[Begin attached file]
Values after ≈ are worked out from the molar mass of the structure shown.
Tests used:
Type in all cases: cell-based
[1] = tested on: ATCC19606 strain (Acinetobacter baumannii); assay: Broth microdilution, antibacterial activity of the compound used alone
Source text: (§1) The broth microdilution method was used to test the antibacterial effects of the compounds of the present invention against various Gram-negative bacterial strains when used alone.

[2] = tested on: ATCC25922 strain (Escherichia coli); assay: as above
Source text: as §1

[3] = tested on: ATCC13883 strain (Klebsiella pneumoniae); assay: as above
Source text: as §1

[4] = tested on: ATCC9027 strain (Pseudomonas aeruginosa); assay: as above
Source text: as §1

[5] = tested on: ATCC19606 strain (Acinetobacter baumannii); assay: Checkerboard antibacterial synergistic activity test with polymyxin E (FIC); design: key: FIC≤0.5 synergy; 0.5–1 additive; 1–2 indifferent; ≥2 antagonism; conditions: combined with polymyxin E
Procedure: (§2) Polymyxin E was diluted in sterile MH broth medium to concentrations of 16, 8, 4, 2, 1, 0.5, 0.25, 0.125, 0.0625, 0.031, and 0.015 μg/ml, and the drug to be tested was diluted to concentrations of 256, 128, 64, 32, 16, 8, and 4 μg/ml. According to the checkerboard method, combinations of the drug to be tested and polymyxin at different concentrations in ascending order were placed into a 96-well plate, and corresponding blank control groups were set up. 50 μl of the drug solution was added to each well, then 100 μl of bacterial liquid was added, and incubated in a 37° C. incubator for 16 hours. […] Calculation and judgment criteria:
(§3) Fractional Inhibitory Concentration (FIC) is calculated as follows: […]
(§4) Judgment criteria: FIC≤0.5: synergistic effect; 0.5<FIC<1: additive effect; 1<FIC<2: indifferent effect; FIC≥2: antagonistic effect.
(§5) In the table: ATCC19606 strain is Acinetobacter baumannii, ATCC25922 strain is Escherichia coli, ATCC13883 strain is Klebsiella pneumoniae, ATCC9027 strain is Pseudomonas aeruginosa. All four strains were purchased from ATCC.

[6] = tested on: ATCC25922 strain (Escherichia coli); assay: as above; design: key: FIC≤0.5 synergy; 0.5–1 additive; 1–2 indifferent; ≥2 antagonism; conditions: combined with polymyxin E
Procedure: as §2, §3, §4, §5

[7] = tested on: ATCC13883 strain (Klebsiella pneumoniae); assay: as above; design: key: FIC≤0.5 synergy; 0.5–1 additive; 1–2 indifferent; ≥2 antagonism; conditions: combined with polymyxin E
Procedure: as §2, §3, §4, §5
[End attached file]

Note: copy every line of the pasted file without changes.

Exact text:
Values after ≈ are worked out from the molar mass of the structure shown.
Tests used:
Type in all cases: cell-based
[1] = tested on: ATCC19606 strain (Acinetobacter baumannii); assay: Broth microdilution, antibacterial activity of the compound used alone
Source text: (§1) The broth microdilution method was used to test the antibacterial effects of the compounds of the present invention against various Gram-negative bacterial strains when used alone.

[2] = tested on: ATCC25922 strain (Escherichia coli); assay: as above
Source text: as §1

[3] = tested on: ATCC13883 strain (Klebsiella pneumoniae); assay: as above
Source text: as §1

[4] = tested on: ATCC9027 strain (Pseudomonas aeruginosa); assay: as above
Source text: as §1

[5] = tested on: ATCC19606 strain (Acinetobacter baumannii); assay: Checkerboard antibacterial synergistic activity test with polymyxin E (FIC); design: key: FIC≤0.5 synergy; 0.5–1 additive; 1–2 indifferent; ≥2 antagonism; conditions: combined with polymyxin E
Procedure: (§2) Polymyxin E was diluted in sterile MH broth medium to concentrations of 16, 8, 4, 2, 1, 0.5, 0.25, 0.125, 0.0625, 0.031, and 0.015 μg/ml, and the drug to be tested was diluted to concentrations of 256, 128, 64, 32, 16, 8, and 4 μg/ml. According to the checkerboard method, combinations of the drug to be tested and polymyxin at different concentrations in ascending order were placed into a 96-well plate, and corresponding blank control groups were set up. 50 μl of the drug solution was added to each well, then 100 μl of bacterial liquid was added, and incubated in a 37° C. incubator for 16 hours. […] Calculation and judgment criteria:
(§3) Fractional Inhibitory Concentration (FIC) is calculated as follows: […]
(§4) Judgment criteria: FIC≤0.5: synergistic effect; 0.5<FIC<1: additive effect; 1<FIC<2: indifferent effect; FIC≥2: antagonistic effect.
(§5) In the table: ATCC19606 strain is Acinetobacter baumannii, ATCC25922 strain is Escherichia coli, ATCC13883 strain is Klebsiella pneumoniae, ATCC9027 strain is Pseudomonas aeruginosa. All four strains were purchased from ATCC.

[6] = tested on: ATCC25922 strain (Escherichia coli); assay: as above; design: key: FIC≤0.5 synergy; 0.5–1 additive; 1–2 indifferent; ≥2 antagonism; conditions: combined with polymyxin E
Procedure: as §2, §3, §4, §5

[7] = tested on: ATCC13883 strain (Klebsiella pneumoniae); assay: as above; design: key: FIC≤0.5 synergy; 0.5–1 additive; 1–2 indifferent; ≥2 antagonism; conditions: combined with polymyxin E
Procedure: as §2, §3, §4, §5